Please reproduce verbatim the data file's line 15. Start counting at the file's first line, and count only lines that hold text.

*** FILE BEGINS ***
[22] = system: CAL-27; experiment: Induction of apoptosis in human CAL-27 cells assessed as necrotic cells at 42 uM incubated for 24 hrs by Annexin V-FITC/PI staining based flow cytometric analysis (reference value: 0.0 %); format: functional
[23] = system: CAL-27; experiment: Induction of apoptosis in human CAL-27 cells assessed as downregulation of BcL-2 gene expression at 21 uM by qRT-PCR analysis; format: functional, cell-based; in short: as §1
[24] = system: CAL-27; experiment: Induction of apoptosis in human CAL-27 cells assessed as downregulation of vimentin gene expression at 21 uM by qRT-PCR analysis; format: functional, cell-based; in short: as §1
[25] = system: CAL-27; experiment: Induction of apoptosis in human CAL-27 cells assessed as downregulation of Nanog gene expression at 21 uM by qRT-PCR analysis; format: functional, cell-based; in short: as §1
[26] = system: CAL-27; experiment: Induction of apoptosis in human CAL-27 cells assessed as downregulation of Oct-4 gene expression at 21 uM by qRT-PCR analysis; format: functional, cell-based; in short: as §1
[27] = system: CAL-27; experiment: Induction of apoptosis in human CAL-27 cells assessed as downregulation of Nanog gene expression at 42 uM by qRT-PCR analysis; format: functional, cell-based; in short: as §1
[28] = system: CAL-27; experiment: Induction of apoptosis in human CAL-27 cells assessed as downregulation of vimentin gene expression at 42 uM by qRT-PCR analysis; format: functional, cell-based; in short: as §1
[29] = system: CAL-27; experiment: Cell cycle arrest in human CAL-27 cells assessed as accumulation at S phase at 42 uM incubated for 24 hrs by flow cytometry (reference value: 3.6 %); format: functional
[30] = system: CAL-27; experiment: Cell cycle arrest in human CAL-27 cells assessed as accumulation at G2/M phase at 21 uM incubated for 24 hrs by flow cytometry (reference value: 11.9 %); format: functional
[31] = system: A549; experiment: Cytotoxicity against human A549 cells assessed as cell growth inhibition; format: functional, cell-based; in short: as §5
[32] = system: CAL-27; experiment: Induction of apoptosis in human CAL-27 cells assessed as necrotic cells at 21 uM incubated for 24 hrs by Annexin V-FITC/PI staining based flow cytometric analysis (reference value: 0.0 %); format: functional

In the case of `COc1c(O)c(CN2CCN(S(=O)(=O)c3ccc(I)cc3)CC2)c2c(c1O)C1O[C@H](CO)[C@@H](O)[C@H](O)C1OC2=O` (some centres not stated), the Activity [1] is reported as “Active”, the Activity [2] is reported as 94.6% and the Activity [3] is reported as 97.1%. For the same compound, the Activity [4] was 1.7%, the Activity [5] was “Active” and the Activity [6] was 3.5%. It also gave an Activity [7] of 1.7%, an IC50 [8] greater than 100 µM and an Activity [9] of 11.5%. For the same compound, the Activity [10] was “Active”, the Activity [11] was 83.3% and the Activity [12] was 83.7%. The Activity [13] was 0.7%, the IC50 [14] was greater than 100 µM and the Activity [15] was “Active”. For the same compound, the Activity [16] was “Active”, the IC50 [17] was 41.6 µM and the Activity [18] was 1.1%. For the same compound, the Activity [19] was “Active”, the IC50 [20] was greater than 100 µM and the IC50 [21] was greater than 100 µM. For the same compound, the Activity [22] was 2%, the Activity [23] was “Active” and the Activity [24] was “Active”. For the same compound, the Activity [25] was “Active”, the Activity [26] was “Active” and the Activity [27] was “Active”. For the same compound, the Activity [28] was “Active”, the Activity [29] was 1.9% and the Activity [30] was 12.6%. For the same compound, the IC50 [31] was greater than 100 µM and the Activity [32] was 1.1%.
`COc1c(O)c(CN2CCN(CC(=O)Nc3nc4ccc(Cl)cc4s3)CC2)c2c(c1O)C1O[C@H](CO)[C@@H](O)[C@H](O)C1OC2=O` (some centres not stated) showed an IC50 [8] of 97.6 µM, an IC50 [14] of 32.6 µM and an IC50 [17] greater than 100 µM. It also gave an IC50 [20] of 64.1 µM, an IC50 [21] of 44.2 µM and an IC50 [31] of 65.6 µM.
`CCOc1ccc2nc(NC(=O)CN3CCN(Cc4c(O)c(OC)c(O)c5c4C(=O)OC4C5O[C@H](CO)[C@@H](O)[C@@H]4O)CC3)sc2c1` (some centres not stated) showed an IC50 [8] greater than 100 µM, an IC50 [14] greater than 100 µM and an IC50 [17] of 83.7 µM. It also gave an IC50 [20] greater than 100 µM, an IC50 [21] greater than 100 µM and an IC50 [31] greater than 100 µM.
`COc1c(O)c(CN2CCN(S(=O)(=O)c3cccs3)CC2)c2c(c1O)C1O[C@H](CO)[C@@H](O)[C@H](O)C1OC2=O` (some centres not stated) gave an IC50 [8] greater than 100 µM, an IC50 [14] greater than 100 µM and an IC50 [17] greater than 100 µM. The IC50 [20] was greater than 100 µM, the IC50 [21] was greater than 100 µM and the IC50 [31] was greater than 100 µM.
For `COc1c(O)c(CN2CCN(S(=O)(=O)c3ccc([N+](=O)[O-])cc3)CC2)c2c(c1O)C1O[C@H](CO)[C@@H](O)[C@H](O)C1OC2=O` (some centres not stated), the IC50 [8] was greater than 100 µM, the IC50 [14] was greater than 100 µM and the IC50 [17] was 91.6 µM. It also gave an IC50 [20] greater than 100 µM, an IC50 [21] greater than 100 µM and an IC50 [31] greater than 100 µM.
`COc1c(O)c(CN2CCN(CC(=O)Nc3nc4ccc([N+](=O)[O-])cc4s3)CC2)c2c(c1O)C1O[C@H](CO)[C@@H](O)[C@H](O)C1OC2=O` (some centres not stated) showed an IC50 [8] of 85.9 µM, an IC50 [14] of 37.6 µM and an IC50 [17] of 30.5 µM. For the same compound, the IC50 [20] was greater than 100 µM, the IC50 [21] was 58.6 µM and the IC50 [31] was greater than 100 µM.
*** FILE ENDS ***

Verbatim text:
`COc1c(O)c(CN2CCN(S(=O)(=O)c3cccs3)CC2)c2c(c1O)C1O[C@H](CO)[C@@H](O)[C@H](O)C1OC2=O` (some centres not stated) gave an IC50 [8] greater than 100 µM, an IC50 [14] greater than 100 µM and an IC50 [17] greater than 100 µM. The IC50 [20] was greater than 100 µM, the IC50 [21] was greater than 100 µM and the IC50 [31] was greater than 100 µM.